Oddities: Louis Armstrong tape box collages Pt.1

LA1
Thanks to universalcollage for alerting me to these amazing tape reel boxes, once belonging to Louis Armstrong, now archived in an online museum on his website. There are hundreds of these plus even more pieces of ephemera to see, it looks like someone has gone through every piece of music-related item he ever owned and photographed it with notes for the site. Any one of these could be a record cover, sometimes both sides of the boxes are collaged and the ageing sellotape just adds to their appeal for me.
LA2 LA3 LA4 LA5 LA6 LA7 LA8 LA9 LA10 LA11 LA12 LA13 LA14 LA15 LA16 LA17 LA18 LA19 LA20 LA21

East Village Other covers pt.2 – Underground Comix edition

p15932coll8_56807_full More pages from the Wisconsin Historical Society G.I. Press Collection of The East Village Other papers I came across, all scanned in high res, (much higher than here). As the 60s heading to a close The Other started featuring a selection of the underground cartoonists of the day, namely Robert Crumb, Vaughn Bodé, Susan Morris, Spain Rodriguez, Kim Dietch and Charles Francis Winans. As well as striking covers, several artists did comic strip ads for Douglas Records and a lot of this art – save for some of the Crumb works – I’ve never seen reprinted elsewhere before.

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East Village Other covers pt.1

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Perusing the Wisconsin Historical Society G.I. Press Collection I came across a stash of East Village Other papers, all scanned in high res, (much higher than here) and started going through them. Here’s a selection of things that caught my eye from the covers and back pages.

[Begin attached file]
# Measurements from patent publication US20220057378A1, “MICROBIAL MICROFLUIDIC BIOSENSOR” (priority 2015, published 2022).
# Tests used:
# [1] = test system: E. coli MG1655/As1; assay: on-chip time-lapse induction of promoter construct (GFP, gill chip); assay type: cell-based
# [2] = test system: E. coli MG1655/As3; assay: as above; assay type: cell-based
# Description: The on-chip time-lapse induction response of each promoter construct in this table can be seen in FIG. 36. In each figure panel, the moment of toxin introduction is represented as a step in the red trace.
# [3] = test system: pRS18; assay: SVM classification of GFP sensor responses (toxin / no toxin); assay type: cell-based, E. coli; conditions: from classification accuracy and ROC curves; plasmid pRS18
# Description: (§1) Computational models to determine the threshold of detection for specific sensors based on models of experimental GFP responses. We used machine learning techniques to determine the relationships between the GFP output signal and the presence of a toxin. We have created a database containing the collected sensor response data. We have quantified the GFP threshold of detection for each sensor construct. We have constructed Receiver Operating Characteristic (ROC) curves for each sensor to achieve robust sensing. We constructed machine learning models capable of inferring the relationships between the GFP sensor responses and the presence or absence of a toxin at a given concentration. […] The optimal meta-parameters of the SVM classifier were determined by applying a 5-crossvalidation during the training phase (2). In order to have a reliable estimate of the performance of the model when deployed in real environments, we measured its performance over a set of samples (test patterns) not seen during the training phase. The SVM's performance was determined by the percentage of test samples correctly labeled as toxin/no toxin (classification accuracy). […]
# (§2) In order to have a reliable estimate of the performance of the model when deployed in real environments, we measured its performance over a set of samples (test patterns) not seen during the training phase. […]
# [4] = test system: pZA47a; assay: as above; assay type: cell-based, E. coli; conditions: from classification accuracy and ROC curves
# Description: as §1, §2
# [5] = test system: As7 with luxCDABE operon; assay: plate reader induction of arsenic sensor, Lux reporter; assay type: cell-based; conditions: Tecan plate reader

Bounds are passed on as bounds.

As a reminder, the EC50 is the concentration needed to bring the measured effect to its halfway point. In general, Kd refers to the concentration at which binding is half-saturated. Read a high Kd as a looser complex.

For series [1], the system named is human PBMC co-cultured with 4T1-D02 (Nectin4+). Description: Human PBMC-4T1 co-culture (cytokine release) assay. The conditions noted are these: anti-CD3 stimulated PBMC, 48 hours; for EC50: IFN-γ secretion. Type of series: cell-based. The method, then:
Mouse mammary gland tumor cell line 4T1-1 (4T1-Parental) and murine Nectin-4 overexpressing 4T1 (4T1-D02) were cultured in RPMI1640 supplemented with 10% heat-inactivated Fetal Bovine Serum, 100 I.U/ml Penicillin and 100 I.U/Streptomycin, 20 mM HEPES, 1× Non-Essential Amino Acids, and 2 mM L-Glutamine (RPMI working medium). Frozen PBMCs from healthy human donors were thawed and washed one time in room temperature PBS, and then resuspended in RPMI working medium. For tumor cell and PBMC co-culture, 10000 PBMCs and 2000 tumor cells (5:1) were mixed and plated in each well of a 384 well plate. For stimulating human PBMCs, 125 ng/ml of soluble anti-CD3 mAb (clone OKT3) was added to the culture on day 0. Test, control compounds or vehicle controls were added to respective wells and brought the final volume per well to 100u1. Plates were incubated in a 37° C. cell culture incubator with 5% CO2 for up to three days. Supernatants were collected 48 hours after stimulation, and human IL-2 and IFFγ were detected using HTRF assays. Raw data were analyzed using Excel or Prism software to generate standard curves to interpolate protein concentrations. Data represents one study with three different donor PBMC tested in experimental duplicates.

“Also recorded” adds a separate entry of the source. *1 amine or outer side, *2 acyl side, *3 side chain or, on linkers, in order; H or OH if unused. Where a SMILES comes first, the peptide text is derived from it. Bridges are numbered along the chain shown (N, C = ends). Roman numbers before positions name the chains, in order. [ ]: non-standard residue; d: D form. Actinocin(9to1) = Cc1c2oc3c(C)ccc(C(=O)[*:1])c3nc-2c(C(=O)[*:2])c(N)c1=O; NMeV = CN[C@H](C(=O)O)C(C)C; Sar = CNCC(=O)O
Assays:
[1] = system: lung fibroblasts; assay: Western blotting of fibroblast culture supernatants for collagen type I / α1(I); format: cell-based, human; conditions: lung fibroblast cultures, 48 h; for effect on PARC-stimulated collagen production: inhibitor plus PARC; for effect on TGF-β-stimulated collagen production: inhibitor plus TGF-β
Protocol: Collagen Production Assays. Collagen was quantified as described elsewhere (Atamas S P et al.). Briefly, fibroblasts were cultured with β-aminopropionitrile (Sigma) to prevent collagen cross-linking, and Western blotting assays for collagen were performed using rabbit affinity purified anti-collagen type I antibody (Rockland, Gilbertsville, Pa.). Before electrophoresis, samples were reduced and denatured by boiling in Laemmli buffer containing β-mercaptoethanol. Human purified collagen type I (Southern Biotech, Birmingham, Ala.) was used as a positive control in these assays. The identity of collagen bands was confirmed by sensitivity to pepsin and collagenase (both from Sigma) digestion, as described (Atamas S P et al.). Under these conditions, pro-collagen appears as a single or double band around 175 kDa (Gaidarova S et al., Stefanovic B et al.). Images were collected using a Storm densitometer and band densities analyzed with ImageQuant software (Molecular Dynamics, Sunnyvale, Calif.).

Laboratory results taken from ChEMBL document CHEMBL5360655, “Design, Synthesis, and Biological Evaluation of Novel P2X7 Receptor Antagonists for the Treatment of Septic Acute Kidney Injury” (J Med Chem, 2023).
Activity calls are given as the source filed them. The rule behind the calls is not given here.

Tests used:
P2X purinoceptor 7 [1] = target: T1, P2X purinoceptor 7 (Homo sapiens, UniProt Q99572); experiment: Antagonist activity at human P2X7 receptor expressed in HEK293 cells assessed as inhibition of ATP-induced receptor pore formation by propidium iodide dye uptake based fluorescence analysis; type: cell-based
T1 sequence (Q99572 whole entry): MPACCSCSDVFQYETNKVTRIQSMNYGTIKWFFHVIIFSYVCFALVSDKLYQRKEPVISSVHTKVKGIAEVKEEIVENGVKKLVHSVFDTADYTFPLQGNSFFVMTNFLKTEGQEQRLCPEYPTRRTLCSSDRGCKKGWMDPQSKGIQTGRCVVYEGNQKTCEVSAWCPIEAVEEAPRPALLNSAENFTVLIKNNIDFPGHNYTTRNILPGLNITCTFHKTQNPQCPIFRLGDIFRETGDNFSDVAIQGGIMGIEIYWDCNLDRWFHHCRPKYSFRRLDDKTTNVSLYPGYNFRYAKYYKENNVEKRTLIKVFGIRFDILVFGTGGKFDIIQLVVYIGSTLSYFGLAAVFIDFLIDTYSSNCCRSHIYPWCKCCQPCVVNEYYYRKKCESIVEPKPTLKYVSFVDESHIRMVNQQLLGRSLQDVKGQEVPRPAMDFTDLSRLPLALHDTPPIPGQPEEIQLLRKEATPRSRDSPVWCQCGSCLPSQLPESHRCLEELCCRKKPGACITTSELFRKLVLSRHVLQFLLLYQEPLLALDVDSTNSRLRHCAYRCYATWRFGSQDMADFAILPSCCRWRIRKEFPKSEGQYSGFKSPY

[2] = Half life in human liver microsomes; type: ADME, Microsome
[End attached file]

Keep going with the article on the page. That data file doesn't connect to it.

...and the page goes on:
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Possibly Susan Morris‘ work above?

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Is that an early Spain Rodriguez inking the figure above? The clouds don’t look like his work but the darker ink work doesp15932coll8_57300_full p15932coll8_57353_fullp15932coll8_18538_full

Grunt Free Press

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I was sent a link to the Wisconsin Historical Society G.I. Press Collection online which is a treasure trove of alternative and free press publications surrounding the US military 1964-1977. One of the best finds was a monthly paper called the Grunt Free Press, full of counterculture news and graphics from the hippy years including colour double page spread posters in the psychedelic style. Here are some of my favourite details.

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Four hour Kevin O’Neill 2000AD podcast

One of my absolute favourite British comic artists is Kevin O’Neill, co-creator of characters like Ro-busters, A.B.C Warriors, Nemesis The Warlock, Metalzoic, Marshal Law and The League of Extraordinary Gentlemen. In this 2 part epic 4.5 hr podcast he tells of his time before, during and after 2000AD in what must be one of his most in depth interviews.

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Zodiac posters by Funky Features, 1967